Stage 3: This stage is the early beginning of addiction. Unfortunately most individuals who enter stage three through five usually have to bottom out to create a sincere desire to change behavior and recover. It is the lucky ones who can recover without experiencing a serious loss of relationships, occupation , health, finances and self. In this stage it is not relevant how much one is using but what happens when using. “I use only on the weekends” or “on the holidays” cannot justify OK using if on- going negative consequences occur when using. The consequences or problems from the using are not recognized and can even be normalized by the using circle of friends or culture. In this stage the use creates an euphoria and the individual swings back to basically feeling normal. However as problems build with less resolution, feeling normal gets less obtainable and the individual reverts more toward the euphoric relief of the substance. Stage three can last up to a life time. The individual may recognize the dependency and there may be some attempts to recover, but not enough bad things have been identified to be convinced there is a problem. In this case the individual will move onto Stage 4.

Stage 4: In this stage the individual has lost the good time high or the euphoria. One is using to feel normal. If not using, the person will experience withdrawal symptoms like nausea, extreme anxiety and flu like symptoms. Every day use is common in order to feel normal. So a person starts out feeling crummy and can feel better when using. It is very difficult for the individual to deny there is a problem in this stage and there may be attempts to get off the merry go round. Ultimatums to get help from the courts, spouse/significant other or family members are common. Some individuals are successful getting better, but ultimately the level of desire one has to get better determines the final outcome.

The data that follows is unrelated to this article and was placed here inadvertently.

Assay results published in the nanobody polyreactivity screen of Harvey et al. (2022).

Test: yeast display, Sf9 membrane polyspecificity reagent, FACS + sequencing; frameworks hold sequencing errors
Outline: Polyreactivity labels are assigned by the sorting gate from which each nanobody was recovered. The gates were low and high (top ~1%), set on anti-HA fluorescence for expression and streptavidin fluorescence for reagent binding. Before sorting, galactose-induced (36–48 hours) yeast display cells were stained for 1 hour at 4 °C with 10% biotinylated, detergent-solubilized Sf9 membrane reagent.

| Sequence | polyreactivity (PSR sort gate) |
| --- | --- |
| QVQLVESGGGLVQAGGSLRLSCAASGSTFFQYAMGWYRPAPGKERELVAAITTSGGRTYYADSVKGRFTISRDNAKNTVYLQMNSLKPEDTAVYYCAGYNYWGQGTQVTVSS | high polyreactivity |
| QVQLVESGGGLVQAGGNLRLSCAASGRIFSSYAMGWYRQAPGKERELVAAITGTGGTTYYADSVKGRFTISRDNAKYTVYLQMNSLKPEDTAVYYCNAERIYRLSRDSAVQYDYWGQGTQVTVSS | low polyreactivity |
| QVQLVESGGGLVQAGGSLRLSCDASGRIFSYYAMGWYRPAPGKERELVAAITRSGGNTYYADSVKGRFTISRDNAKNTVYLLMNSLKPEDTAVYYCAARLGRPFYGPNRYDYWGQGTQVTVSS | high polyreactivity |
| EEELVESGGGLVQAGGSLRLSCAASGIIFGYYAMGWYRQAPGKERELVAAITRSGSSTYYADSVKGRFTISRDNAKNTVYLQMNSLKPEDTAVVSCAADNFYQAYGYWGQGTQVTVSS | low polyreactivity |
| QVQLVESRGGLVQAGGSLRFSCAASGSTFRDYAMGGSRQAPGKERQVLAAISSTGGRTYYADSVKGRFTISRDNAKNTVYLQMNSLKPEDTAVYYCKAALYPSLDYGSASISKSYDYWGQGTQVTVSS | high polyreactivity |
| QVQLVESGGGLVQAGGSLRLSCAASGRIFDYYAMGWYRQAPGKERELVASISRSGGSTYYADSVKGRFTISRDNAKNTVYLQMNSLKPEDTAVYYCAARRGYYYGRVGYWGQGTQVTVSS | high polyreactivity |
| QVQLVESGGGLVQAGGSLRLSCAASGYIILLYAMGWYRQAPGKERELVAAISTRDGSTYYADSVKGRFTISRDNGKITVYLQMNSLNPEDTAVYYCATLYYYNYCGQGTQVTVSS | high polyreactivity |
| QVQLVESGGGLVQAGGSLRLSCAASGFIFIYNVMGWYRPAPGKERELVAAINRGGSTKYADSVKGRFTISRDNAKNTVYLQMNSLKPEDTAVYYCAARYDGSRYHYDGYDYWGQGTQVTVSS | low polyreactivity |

alcohol and drug abuse

Stage 5: Now the individual when sober is feeling very bad and when attempting to feel better by using continues to feel bad. The individual has lost the good time high and any sense of feeling normal. This is the end of the road and, if not arrested, death will occur from the addiction. It was a progression over time using the substance that got the individual to this stage. Recovery can occur at any stage, but it will depend upon what stage of change the person is in. Pre-contemplation is when the individual is not interested to change. Contemplation is thinking about changing. Preparation is getting ready to make a change. Action is making the change, and finally maintenance is being involved in a useful and effective recovery life style. Because there are so many subtle dynamics and aspects to pay attention to in recovering from addition, a successful prognosis is dependent upon getting help and using outside support.

My approach is to offer support and information to help a person stay on track in their recovery. There are many options to use in the recovery process but they have to be used in order to be successful. When old behaviors change to new behaviors, recovery is very possible. The biggest block to getting better is shame, an attitude that I’m not good enough or a strong sense of embarrassment. Addicts who died from their addictions could not shake off their shame. They felt too proud and self protective to get help. If you or a loved one of an addict is confronting this issue, your battle will be dealing with shame. It is a choice between letting go of shame or death.